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Archive for April 7th, 2021

The harmful ableist language people unknowingly use

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Sara Nović writes in Equality Matters:

Some of our most common, ingrained expressions have damaging effects on millions of people – and many of us don’t know we’re hurting others when we speak.

I like being deaf. I like the silence as well as the rich culture and language deafness affords me. When I see the word ‘deaf’ on the page, it evokes a feeling of pride for my community, and calls to me as if I’m being addressed directly, as if it were my name.

So, it always stings when I’m reminded that for many, the word ‘deaf’ has little to do with what I love most – in fact, its connotations are almost exclusively negative. For example, in headlines across the world – Nevada’s proposed gun safety laws, pleas from Ontario’s elderly and weather safety warnings in Queensland – have all “fallen on deaf ears”.

This kind of ‘ableist’ language is omnipresent in conversation: making a “dumb” choice, turning a “blind eye” to a problem, acting “crazy”, calling a boss “psychopathic”, having a “bipolar” day. And, for the most part, people who utter these phrases aren’t intending to hurt anyone – more commonly, they don’t have any idea they’re engaging in anything hurtful at all.

However, for disabled people like me, these common words can be micro-assaults. For instance, “falling on deaf ears” provides evidence that most people associate deafness with wilful ignorance (even if they consciously may not). But much more than individual slights, expressions like these can do real, lasting harm to the people whom these words and phrases undermine – and even the people who use them in daily conversation, too.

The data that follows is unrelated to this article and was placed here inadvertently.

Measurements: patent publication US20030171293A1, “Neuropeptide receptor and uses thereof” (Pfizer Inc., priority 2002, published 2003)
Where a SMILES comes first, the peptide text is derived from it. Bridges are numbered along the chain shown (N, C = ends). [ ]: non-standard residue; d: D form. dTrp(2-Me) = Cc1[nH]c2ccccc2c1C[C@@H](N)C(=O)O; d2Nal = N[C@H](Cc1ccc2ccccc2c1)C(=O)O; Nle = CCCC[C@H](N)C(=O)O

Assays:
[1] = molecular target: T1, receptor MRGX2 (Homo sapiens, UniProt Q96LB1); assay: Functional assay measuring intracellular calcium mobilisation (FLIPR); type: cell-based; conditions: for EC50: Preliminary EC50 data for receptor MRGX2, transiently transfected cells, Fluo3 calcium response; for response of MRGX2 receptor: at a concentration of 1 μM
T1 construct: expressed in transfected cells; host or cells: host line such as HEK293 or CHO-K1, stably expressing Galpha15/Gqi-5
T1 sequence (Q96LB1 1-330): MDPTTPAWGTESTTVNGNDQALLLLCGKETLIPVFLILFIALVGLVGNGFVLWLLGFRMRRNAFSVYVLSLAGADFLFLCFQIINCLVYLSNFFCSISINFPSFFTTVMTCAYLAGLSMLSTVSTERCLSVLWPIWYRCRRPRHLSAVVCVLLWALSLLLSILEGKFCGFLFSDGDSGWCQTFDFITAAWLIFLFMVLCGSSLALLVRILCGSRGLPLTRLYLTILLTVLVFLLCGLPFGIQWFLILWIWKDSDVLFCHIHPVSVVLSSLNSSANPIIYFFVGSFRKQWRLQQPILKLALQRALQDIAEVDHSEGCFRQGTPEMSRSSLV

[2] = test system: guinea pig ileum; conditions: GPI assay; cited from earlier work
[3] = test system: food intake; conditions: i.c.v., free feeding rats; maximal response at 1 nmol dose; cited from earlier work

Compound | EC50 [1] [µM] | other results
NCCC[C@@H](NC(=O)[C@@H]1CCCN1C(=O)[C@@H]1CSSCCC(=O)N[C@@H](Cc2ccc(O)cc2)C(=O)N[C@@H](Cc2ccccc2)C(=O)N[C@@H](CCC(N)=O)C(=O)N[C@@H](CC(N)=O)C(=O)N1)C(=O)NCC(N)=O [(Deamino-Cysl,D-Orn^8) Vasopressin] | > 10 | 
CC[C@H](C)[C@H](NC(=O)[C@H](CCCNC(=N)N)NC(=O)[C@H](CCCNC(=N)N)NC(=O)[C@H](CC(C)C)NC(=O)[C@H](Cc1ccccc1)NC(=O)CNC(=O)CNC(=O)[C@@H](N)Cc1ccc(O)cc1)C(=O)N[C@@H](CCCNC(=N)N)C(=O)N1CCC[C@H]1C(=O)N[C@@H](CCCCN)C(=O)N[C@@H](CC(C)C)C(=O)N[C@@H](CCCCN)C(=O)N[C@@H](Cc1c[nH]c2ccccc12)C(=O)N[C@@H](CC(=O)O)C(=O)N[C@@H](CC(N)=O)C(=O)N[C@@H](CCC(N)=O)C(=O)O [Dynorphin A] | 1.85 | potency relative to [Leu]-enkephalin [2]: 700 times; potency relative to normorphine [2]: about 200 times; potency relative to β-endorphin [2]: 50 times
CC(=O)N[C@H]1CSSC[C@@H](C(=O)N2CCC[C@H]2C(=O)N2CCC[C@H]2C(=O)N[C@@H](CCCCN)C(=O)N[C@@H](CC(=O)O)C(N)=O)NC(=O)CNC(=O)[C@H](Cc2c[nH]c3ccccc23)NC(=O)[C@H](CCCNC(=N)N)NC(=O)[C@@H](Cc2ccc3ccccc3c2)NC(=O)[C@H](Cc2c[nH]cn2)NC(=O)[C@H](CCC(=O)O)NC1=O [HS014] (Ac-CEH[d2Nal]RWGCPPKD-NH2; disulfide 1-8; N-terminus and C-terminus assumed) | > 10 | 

Not a small problem

About 1 billion people worldwide – 15% of the global population – have some type of documented disability. In the US, this proportion is even larger, at about one in four people, with similar rates reported in the UK.

Despite these numbers, disabled people experience widespread discrimination at nearly every level of society. This phenomenon, known as ‘ableism’ – discrimination based on disability – can take on various forms. Personal ableism might look like name-calling, or committing violence against a disabled person, while systemic ableism refers to the inequity disabled people experience as a result of laws and policy.

But ableism can also be indirect, even unintentional, in the form of linguistic micro-aggressions. As much as we all like to think we’re careful with the words we choose, ableist language is a pervasive part of our lexicon. Examples in pop culture are everywhere, and you’ve almost certainly used it yourself.

Frequently, ableist language (known to some as ‘disableist’ language) crops up in the slang we use, like calling something “dumb” or “lame”, or making a declaration like, “I’m so OCD!”. Though these might feel like casual slights or exclamations, they still do damage.

Jamie Hale, the London-based CEO of Pathfinders Neuromuscular Alliance, a UK charity run for and by people with neuromuscular conditions, notes that the potential for harm exists even if the words are not used against a disabled person specifically. “There’s a sense when people use disableist language, that they are seeing ways of being as lesser,” says Hale. “It is often not a conscious attempt to harm disabled people, but it acts to construct a world-view in which existing as a disabled person is [negative].”